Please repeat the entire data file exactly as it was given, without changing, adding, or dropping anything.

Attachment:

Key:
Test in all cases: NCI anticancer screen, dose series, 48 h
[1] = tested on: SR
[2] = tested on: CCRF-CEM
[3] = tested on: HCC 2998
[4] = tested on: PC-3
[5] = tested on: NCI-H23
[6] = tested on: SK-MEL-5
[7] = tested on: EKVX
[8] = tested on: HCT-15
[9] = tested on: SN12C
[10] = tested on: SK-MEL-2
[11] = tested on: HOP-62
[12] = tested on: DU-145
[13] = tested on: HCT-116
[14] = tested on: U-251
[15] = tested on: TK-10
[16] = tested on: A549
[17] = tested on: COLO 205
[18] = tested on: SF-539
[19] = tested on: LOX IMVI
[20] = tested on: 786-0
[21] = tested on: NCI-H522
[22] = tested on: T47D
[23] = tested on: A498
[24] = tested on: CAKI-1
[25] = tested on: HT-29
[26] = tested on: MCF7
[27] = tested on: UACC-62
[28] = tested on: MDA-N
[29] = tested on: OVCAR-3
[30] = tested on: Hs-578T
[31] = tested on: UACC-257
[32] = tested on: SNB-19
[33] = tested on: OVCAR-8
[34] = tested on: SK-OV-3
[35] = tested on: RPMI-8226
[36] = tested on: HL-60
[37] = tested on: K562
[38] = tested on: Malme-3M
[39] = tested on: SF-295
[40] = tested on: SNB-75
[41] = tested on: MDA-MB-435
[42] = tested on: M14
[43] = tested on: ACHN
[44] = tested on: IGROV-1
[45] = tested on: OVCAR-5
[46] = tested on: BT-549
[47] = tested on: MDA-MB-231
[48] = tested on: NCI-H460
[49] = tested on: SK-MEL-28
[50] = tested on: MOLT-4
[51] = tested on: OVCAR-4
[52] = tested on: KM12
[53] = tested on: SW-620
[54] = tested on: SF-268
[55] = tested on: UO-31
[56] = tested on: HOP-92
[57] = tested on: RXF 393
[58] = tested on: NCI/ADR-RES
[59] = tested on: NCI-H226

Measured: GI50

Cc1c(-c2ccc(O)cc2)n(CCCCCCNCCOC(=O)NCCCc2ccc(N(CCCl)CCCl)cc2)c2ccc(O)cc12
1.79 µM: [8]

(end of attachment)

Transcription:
Key:
Test in all cases: NCI anticancer screen, dose series, 48 h
[1] = tested on: SR
[2] = tested on: CCRF-CEM
[3] = tested on: HCC 2998
[4] = tested on: PC-3
[5] = tested on: NCI-H23
[6] = tested on: SK-MEL-5
[7] = tested on: EKVX
[8] = tested on: HCT-15
[9] = tested on: SN12C
[10] = tested on: SK-MEL-2
[11] = tested on: HOP-62
[12] = tested on: DU-145
[13] = tested on: HCT-116
[14] = tested on: U-251
[15] = tested on: TK-10
[16] = tested on: A549
[17] = tested on: COLO 205
[18] = tested on: SF-539
[19] = tested on: LOX IMVI
[20] = tested on: 786-0
[21] = tested on: NCI-H522
[22] = tested on: T47D
[23] = tested on: A498
[24] = tested on: CAKI-1
[25] = tested on: HT-29
[26] = tested on: MCF7
[27] = tested on: UACC-62
[28] = tested on: MDA-N
[29] = tested on: OVCAR-3
[30] = tested on: Hs-578T
[31] = tested on: UACC-257
[32] = tested on: SNB-19
[33] = tested on: OVCAR-8
[34] = tested on: SK-OV-3
[35] = tested on: RPMI-8226
[36] = tested on: HL-60
[37] = tested on: K562
[38] = tested on: Malme-3M
[39] = tested on: SF-295
[40] = tested on: SNB-75
[41] = tested on: MDA-MB-435
[42] = tested on: M14
[43] = tested on: ACHN
[44] = tested on: IGROV-1
[45] = tested on: OVCAR-5
[46] = tested on: BT-549
[47] = tested on: MDA-MB-231
[48] = tested on: NCI-H460
[49] = tested on: SK-MEL-28
[50] = tested on: MOLT-4
[51] = tested on: OVCAR-4
[52] = tested on: KM12
[53] = tested on: SW-620
[54] = tested on: SF-268
[55] = tested on: UO-31
[56] = tested on: HOP-92
[57] = tested on: RXF 393
[58] = tested on: NCI/ADR-RES
[59] = tested on: NCI-H226

Measured: GI50

Cc1c(-c2ccc(O)cc2)n(CCCCCCNCCOC(=O)NCCCc2ccc(N(CCCl)CCCl)cc2)c2ccc(O)cc12
1.79 µM: [8]